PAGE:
‘Identity Politics’ and Mental Health

In the mental health system today, identity is very imaginary and rife with politics. Take a look for yourself and step inside a vast channel of never-ending systems issues and clinical jargon. Somewhere along this ride is the authentic self of the clinician and peer. 

Cultural re-appropriation is rife and considered business as usual in Western psychiatry. 

I want to make a term visible and define it: ‘Passing.’ Passing is the act of concealing to hide or disguise a piece of a person’s identity as if (insert pronoun) ‘naturally’ is a part of the dominant group. To excavate just enough meaning to get a ‘working’ understanding of the language so the reader can repurpose these ideas and take them in (insert pronoun) journey through the system.

These terms evoke other ideas and theories. Some of them, include right to ‘ownership’, ‘diversity’, ‘equity’, and ‘inclusion’. The capacity to interfere and eliminate discrimination based on lived experience and belonging. To make these secondary concepts more meaningful, I want to share an anecdote from my experience as a Peer Specialist working on an ACT Team with shared clients.

The Vocational Specialist and I had a good connection with a particular client. Given that we were on a team and helping this client work towards a goal, we tried to align our interventions to reach this goal: acquiring a pair of shoes for the client. To make matters more complicated, the client had a history of ‘splitting’ team members and having them work at cross purposes. The splitting came off as innocent. The client began making minor, cutting remarks about other team members’ abilities in front of select members of the team. 

My understanding of my own client’s mental status was ‘crippled.’ Conflicting reports about my client began to circulate, and I needed to apply a great deal of re-engagement to get treatment back on track. 

I was expecting this. I was no stranger to working on my own when I was either the sole ally in a client’s life or the only team member working with a few clients on the roster.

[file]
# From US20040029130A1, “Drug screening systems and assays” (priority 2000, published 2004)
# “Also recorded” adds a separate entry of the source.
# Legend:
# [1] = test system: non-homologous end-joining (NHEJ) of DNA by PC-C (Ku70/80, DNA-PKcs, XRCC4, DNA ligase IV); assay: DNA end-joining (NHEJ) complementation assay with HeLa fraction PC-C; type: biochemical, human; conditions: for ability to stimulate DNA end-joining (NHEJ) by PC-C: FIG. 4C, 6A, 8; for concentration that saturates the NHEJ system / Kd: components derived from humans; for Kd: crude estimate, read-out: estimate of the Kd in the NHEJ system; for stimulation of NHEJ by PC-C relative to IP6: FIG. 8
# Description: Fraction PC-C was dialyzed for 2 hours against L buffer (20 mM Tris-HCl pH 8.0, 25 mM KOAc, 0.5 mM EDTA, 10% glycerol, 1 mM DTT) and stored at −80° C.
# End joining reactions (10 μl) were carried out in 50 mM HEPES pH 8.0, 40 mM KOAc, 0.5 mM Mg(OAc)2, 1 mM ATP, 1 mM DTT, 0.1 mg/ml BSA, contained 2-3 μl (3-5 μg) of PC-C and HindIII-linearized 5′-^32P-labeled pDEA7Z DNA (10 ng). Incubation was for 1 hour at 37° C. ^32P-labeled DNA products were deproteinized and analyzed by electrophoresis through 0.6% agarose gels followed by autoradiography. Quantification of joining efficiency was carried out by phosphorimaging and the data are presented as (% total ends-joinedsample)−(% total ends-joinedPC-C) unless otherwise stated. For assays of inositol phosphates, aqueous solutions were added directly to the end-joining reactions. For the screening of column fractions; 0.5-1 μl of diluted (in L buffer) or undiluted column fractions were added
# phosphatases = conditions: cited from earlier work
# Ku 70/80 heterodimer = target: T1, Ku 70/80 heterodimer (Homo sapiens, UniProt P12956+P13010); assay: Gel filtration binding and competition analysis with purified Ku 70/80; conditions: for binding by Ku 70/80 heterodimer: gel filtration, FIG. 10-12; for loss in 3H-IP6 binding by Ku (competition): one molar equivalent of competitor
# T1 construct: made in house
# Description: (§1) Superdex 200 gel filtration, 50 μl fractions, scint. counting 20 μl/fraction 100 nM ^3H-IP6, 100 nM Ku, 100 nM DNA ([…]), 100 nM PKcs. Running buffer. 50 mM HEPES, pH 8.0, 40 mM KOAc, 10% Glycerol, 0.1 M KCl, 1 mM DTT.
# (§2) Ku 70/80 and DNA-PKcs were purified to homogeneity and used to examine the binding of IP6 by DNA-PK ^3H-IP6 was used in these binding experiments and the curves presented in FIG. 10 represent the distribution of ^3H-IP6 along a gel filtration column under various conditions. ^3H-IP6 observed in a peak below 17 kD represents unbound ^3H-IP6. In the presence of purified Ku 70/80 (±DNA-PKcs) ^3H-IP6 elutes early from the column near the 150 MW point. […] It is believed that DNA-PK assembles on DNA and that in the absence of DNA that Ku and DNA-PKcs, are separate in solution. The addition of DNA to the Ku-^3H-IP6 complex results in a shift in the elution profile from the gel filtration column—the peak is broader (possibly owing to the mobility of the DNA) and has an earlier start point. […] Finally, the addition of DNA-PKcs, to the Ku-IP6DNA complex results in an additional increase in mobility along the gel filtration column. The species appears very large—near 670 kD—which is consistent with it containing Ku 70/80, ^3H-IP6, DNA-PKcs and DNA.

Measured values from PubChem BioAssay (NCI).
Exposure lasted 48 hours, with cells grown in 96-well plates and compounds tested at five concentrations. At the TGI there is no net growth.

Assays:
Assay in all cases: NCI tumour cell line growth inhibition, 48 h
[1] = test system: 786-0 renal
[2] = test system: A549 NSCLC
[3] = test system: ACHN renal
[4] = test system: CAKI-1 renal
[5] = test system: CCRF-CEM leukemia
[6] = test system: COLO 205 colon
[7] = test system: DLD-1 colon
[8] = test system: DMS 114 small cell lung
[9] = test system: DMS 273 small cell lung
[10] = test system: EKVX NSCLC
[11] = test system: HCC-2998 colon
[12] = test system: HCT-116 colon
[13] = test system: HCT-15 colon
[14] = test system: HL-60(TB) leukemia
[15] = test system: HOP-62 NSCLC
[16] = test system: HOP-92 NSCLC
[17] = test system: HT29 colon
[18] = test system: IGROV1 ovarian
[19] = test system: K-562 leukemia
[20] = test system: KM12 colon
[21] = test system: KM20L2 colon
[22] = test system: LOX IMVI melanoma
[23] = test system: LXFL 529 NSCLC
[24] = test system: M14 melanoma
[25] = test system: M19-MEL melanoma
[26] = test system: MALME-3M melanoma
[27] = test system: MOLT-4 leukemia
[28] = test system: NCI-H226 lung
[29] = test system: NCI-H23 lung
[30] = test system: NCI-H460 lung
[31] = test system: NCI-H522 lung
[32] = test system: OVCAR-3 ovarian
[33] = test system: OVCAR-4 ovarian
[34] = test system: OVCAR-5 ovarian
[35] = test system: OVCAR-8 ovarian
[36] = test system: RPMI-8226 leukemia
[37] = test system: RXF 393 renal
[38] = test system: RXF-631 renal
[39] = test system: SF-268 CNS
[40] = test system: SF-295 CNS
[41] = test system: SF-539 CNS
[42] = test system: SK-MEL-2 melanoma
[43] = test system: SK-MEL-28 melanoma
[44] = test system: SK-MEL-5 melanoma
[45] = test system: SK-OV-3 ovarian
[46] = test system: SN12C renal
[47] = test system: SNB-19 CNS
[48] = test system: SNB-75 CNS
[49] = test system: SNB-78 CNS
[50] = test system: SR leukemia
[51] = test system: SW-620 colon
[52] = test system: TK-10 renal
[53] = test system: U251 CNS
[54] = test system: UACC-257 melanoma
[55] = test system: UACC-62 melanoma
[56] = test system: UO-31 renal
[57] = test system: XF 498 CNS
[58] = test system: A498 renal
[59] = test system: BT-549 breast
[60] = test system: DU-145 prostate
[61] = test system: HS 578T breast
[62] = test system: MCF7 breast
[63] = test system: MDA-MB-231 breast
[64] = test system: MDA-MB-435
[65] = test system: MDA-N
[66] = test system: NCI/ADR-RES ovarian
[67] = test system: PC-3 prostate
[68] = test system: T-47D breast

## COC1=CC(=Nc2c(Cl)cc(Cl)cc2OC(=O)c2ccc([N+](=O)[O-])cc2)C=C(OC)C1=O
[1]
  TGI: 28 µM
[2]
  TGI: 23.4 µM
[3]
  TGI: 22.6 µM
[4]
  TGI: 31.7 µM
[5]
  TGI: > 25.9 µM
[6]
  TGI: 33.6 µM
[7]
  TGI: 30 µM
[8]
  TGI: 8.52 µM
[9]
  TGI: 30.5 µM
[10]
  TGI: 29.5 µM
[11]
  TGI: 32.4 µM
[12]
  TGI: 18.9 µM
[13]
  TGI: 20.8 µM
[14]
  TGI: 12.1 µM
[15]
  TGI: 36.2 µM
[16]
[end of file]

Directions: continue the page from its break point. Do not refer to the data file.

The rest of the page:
My position on the team was somewhat strange- given my disclosed lived experience and my clinical role. To fulfill my job responsibilities and work, I would have to cover one identity in favor of another to do the work without stepping into a dangerous dual role. With dual roles and a complicated identity game, I did not expect the client to turn my lived experience and use it as a bargaining chip to position my teammate and me against each other. 

He was a police officer before joining our ACT Team. 

Police officers don’t come from a homogenous population. All walks of life become cops. And yet, all cops must assume this single identity as an officer of the law above personal reproach. In this sense, officers must cover aspects of the essence to pass as this monolithic police force. In terms of ACT teams, most of our clients, especially those we were working with, had a history of trauma from police intervention. The vocational specialist was competent to keep this information to himself, at least, until it could be unpacked at a later date if it ever surfaced.

The question is: if you’re not a peer, is there ever a reason to disclose lived experience?

One day, I stumbled into a minefield of questions regarding the vocational specialists’ training and history after one of his visits went sour. Given we are a team and work to patch up rapport gaps with mutual clients, I allowed myself to walk into the minefield of identity, exposure and got very hurt in the process: “why was he asking me all these questions? The client asked me. 

I explained to the client that he was doing what he knew, given his training and style. He wanted to learn more about you (the client) to serve better and make sure the client reached the goal ultimately went the plan and the shoes obtained. “He was a police officer before he came to the team, and this is him learning how to serve you better”..” A cop!!!! Oh, no, I’ll never speak with him again” (inconsolable cries and muttering). Indeed, this is an example where identity politics can devolve into a sordid game of ‘othering,’ and later, in this mental health example, ‘splitting.’ 

My mistake was I shared someone else’s experience in life to engage with a client on my level and terms. In doing so, the team member whose identity I revealed no longer had space or the option to pass or cover to complete his job work and engage with clients successfully. In a clumsy, albeit gungho attempt at team diplomacy, I revealed the team member’s history before working on our team, possibly putting him at risk of violence and certainly disengagement in the rooster when working mutually with this client. 

While I had the best intentions, I DO NOT ‘own’ my team members’ history, and I had no right to disclose it to others. My team member had every right to cover as a former job as a cop (albeit with some visible pushback and clumsiness) to keep his safety intact and continue passing as a viable ACT team employee. Now, here is where things took an even darker turn for our team. Despite processing all of this as a team together, the incident continued to leave a lasting mark. The vocational specialist fed into the client splitting and refused to relate with me or work with me further.

Now, the futility of this is apparent, but the long-term implications to mental health are clear. When we use identity politics to scorn and ‘disable’ pathways for ongoing dialogue, communication, and discussion, we let our niche and bold identities become the very flags hailing our surrender to microaggressions and infighting in mental health.


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